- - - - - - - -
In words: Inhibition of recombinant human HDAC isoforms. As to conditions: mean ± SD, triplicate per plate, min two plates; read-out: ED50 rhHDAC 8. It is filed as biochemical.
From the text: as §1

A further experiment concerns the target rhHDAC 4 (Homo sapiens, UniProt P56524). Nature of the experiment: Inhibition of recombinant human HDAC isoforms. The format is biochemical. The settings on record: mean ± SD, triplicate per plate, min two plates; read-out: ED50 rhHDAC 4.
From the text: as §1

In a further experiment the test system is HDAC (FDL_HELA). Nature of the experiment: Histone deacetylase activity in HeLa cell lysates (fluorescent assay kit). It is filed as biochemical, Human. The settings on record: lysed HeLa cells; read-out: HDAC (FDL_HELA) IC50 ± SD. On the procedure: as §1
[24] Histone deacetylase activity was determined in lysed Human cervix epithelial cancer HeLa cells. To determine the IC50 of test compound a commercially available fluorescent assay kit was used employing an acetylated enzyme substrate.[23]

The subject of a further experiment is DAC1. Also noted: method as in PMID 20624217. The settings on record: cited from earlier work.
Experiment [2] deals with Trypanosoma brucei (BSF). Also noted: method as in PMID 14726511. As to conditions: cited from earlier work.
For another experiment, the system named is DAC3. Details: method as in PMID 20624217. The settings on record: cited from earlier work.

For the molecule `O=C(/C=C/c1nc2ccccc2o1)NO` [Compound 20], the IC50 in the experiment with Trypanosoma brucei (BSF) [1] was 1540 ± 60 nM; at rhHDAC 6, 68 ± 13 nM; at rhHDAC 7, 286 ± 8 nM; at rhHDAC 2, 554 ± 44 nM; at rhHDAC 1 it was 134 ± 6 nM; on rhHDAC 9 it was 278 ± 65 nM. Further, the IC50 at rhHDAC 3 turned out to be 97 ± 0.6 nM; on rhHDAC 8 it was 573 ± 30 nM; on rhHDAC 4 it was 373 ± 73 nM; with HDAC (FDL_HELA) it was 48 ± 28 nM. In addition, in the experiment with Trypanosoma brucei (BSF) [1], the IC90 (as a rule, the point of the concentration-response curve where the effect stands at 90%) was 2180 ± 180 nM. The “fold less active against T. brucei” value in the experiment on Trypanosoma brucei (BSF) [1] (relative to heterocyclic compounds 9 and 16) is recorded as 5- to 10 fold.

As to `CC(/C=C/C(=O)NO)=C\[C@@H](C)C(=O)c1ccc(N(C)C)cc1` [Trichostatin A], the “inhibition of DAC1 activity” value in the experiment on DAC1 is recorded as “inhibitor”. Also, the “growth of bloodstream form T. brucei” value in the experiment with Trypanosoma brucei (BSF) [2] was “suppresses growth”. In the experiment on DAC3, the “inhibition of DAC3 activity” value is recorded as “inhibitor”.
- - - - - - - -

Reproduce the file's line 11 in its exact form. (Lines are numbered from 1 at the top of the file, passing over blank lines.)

As to `CC(/C=C/C(=O)NO)=C\[C@@H](C)C(=O)c1ccc(N(C)C)cc1` [Trichostatin A], the “inhibition of DAC1 activity” value in the experiment on DAC1 is recorded as “inhibitor”. Also, the “growth of bloodstream form T. brucei” value in the experiment with Trypanosoma brucei (BSF) [2] was “suppresses growth”. In the experiment on DAC3, the “inhibition of DAC3 activity” value is recorded as “inhibitor”.